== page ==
The main thing to see here is Phineas Clay’s burial vault. Mr. Clay was a Baptist minister who died in 1855 at the age of 74–you can read his obituary here. He was interred in this above-ground vault which he’d prepared for himself, but apparently it became a target for vandals, so in 1958 his remains were moved to a Richmond cemetery. A plaque on the vault indicates this, and that the empty vault was re-sealed in 1980 by the Brandermill Community Association.
I couldn’t make out much on this shattered marker, but I believe it was for Mr. Clay’s wife, Frances Wilkinson Turpin Clay, who died in 1853 at the age of 57.
There are a few other graves and markers near the Clay vault. Most prominent is this one, for Dr. Alfred W. Hall, who passed away in 1846 at the tender age of 27. His obituary can be found here. Dr. Hall was the son-in-law of Phineas and Frances Clay, and (according to the obituary) had only been married about a month when he grabbed the wrong bottle and accidentally poisoned himself, resulting in his death. Like I said–fascinating stories everywhere!
I mentioned that this cemetery is near Litchfield Bluff, and here we find a namesake of the street: A memorial to Mollie Q. Litchfield Adams. Apparently she’s actually buried elsewhere, however, next to her husband.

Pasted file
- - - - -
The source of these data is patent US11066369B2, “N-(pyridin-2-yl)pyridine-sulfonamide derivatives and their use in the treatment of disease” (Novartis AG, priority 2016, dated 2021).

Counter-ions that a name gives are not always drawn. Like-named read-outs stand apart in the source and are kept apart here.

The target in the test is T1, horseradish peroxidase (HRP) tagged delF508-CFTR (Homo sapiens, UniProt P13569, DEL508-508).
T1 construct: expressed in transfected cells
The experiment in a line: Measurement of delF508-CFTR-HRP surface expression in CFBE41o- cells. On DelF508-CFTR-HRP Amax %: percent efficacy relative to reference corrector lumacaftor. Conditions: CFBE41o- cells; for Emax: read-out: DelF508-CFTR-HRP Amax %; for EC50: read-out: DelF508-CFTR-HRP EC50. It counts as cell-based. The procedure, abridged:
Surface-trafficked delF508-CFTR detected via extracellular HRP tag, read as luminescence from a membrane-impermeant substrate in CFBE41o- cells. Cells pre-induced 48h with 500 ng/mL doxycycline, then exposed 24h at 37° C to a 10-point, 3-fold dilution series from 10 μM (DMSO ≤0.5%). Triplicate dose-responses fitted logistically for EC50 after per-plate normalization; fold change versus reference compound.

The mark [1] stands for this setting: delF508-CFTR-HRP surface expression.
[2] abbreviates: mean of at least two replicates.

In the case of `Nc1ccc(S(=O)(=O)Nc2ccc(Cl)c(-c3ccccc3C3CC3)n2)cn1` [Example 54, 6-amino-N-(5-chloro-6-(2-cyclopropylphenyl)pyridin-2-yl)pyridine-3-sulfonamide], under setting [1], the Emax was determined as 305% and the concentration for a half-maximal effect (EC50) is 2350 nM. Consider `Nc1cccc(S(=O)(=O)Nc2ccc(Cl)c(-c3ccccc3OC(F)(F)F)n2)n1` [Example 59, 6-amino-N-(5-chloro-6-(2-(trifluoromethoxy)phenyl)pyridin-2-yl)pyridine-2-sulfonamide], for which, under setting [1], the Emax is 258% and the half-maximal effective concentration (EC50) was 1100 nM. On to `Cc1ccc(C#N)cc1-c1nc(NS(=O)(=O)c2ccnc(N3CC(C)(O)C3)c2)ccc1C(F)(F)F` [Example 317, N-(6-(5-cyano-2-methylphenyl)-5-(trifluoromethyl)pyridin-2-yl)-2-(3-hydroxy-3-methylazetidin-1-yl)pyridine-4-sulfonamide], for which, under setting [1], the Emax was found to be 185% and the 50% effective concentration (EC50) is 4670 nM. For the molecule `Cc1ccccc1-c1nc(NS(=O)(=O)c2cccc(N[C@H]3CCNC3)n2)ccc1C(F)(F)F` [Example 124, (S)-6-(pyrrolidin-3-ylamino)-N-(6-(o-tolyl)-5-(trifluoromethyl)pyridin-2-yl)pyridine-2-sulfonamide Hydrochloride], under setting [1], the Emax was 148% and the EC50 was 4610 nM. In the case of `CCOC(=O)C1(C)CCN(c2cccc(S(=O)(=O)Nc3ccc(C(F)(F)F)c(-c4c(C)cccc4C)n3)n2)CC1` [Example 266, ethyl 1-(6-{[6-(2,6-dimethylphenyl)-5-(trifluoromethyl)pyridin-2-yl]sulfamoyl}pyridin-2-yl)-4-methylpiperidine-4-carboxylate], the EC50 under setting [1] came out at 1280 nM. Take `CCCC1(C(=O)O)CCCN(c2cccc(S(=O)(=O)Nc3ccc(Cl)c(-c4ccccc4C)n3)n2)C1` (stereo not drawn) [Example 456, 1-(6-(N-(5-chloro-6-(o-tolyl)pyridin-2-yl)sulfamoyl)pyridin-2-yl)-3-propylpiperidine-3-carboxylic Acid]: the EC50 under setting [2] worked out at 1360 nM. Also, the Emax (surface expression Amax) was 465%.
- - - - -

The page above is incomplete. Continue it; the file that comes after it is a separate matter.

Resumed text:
Old Tomahawk Cemetery
On the edge of Brandermill, and not so hidden, is the Old Tomahawk Baptist Church Cemetery, at the corner of Genito Road and Old Hundred/Charter Colony Parkway. The Tomahawk congregation dates back to 1776, and still exists. The cemetery is fenced-in next to the CVS store, and contains around 40 graves, most of which date to the late 19th and early 20th century.
I think this was the oldest marker to be found–Junius Archer Ellett, who died at the age of 30 in 1881.
Several of the markers indicate service in the Confederate army, like Artemus Clay (no direct relation to Phineas, as far as I can tell) who served as a Private in the 9th Virginia Infantry regiment and died in 1913 at the age of 65. The 9th Virginia fought with the Army of Northern Virginia in a number of battles, including Gettysburg, where more than half of its members were killed or wounded.